If Sitting Is ‘Worse Than Smoking’ Then Is It Practical To Live A Standing Lifestyle?

At RISING we like to think we practice what we preach, so when the oft-repeated ‘sitting is the new smoking’ mantra took hold, we were quietly confident it didn’t apply to us. Surely taking the stairs, getting off the bus a stop early, regular screen breaks and a moderately well-used gym membership were activity enough? Apparently not. Recent research has found it’s the amount of time we spend sedentary, as opposed to how little exercise we do, that has the most detrimental effect on our health. The study, part of a Public Health England report says prolonged sitting is a totally separate problem from being inactive. So you may be getting your recommended 150 minutes of exercise a week, but if you have a sedentary job it’s still not going to be enough. Of course there are plenty of careers that don’t involve being chained to a computer all day, but seeing as putting RISING together isn’t one of them, we did the next best thing and got a standing desk.

‘People who sit for eight hours a day may double their risk of heart disease’

First, Ditch The Chair

So, why stand instead of sit? Firstly, it shows a massive improvement in the lower back pain that many office workers complain about – a 32% improvement, according to a study trialling standing desks like the one we’ve just got. But the pros of being on your feet for regular intervals go way beyond posture. According to the aforementioned Public Health England report we can spend up to 60% of our waking hours on our backsides and the campaign Get Britain Standing confirms those who sit for more than eight hours a day double their risk of heart disease compared to those who sit for four hours or less. Giving up your chair can also contribute to weight loss. Not only does standing burn 50 calories more per hour than sitting, but after just 90 minutes of sitting your metabolism slows down significantly. So over the course of a year you could shift up to 2.5kg just by standing for an extra 30 minutes a day. Plus, being on your feet enables you to better metabolise sugar, helping to combat diabetes and even some forms of cancer. Not very good PR for chair manufacturers.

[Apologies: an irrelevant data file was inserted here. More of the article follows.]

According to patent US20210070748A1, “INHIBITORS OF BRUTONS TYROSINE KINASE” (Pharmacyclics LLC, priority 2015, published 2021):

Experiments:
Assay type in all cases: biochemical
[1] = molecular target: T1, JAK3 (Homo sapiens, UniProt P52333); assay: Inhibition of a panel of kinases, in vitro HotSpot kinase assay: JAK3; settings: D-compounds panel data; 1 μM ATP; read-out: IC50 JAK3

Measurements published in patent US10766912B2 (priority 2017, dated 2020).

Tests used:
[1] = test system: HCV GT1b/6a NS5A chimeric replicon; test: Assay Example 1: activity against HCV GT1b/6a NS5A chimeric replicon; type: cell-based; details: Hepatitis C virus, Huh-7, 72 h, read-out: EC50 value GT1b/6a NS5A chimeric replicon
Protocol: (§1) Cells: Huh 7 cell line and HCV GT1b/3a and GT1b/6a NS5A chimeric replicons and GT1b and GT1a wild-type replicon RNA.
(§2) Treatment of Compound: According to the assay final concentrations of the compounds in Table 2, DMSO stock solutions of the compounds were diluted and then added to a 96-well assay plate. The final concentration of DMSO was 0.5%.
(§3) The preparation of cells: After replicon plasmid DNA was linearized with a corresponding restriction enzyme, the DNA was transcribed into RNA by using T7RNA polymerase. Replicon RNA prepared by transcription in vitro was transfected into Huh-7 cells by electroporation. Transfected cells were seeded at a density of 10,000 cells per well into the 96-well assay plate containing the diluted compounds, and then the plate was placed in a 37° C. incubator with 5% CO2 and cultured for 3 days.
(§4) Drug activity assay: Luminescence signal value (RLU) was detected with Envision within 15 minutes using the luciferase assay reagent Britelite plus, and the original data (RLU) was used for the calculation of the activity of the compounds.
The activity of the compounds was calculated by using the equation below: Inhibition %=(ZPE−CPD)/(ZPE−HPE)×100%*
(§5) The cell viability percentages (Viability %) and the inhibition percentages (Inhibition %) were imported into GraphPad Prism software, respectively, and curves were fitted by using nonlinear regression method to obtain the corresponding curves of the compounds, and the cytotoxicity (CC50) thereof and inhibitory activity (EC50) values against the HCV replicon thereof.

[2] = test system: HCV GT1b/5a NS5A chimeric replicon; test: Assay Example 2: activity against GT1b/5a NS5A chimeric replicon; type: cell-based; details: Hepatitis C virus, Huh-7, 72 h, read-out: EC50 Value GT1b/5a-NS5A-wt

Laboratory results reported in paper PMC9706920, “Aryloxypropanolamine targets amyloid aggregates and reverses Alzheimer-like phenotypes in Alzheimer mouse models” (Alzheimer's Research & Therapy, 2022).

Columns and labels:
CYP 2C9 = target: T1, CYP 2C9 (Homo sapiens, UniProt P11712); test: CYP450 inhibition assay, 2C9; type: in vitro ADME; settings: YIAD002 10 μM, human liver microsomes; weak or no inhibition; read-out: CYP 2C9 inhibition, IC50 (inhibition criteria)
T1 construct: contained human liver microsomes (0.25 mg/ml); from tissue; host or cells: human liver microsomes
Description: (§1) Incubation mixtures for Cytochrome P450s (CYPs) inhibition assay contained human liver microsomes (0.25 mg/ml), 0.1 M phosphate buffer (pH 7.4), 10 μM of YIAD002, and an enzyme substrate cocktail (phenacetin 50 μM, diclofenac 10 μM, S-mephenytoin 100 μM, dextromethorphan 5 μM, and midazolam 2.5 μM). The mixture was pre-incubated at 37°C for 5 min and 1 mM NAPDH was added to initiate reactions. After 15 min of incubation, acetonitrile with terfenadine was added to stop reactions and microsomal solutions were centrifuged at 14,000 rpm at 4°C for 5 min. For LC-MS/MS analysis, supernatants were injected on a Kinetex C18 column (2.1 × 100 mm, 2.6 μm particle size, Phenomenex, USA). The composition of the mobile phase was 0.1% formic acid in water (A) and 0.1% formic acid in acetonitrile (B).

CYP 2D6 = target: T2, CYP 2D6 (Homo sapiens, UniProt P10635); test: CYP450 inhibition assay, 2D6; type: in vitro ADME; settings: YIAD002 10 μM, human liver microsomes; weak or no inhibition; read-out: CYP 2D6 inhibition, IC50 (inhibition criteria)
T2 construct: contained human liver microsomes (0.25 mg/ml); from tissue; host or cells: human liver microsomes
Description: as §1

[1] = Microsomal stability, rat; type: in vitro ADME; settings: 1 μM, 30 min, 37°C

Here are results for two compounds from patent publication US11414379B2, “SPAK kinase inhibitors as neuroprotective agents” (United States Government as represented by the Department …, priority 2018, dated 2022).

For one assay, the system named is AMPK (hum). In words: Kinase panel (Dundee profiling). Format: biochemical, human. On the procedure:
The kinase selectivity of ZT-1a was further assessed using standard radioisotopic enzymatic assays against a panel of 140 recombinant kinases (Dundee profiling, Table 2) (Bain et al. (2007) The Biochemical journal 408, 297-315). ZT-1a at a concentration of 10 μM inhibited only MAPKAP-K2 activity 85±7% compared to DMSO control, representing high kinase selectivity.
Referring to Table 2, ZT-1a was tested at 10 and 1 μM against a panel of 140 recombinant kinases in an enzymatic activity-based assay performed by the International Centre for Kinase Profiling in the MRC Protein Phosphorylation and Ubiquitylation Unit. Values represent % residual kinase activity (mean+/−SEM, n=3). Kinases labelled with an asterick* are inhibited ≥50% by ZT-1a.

The Standing Hardware

There are a variety of standing desks on the market but RISING is testing a Varidesk Pro Plus 36. At £365, it’s about four times the cost of the traditional desk we’re putting it on, but when it arrives we can see why. It’s a well-constructed, hefty bit of kit which weighs in at 16kg and is height-adjustable. It sits on top of your normal desk, with your computer and keyboard or laptop on top.

There’s plenty of room for speakers, external drives and humorous mugs, and you adjust the height to best suit you whether standing, sitting or perching on a stool. When in standing mode the same ergonomic recommendations for computer screens apply as when sitting, with the screen at eye-level and 50-71cm away from your face, with a 90° bend in your arms. The Varidesk is easy to set up and the Velcro ties included stop various cables getting in the way, particularly when returning it back to sitting mode. The recommendations for sitting-to-standing ratios are 2:1 (one hour standing to every two sitting) but we decide to go for broke and stand until we feel like we need to sit down.

The attention from passing colleagues can take a bit of getting used to’

The Office Meerkat

First of all be warned that if, like us, you’re the only one in your workplace with a standing desk, looming over your workmates can be a bit disconcerting. Once we get over the self-consciousness, we find it surprisingly easy to adapt to standing on the job. Typing takes a bit of getting used to, as does the attention from passing colleagues, but for the first couple of hours at least, no aches and pains appear. Pauses in our workflow, such as reading something off-screen or taking a phone call, make us naturally adjust our posture and move around, whereas if we were sitting the only movement would have been from the waist up. And we feel more inclined to walk over to a colleague to ask a question as opposed to using phone or email.